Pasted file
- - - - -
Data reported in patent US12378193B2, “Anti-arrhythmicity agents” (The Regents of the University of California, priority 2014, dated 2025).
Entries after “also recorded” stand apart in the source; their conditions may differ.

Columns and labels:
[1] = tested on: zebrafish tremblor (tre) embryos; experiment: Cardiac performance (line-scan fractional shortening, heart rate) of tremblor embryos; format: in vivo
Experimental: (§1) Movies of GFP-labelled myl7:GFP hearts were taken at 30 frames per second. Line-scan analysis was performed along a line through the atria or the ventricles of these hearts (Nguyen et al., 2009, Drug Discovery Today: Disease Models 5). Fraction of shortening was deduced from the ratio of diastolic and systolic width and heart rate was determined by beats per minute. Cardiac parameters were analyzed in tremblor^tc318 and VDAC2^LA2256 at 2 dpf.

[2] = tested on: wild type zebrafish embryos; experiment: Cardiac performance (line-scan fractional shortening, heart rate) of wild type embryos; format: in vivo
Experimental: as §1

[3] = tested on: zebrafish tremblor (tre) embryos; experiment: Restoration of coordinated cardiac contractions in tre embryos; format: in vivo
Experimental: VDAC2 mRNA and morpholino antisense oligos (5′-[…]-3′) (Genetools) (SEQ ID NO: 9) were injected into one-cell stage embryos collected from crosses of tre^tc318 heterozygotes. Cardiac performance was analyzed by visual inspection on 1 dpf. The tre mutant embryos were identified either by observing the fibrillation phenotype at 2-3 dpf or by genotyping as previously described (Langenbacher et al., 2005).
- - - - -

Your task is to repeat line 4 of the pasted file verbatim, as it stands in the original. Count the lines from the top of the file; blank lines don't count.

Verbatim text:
[1] = tested on: zebrafish tremblor (tre) embryos; experiment: Cardiac performance (line-scan fractional shortening, heart rate) of tremblor embryos; format: in vivo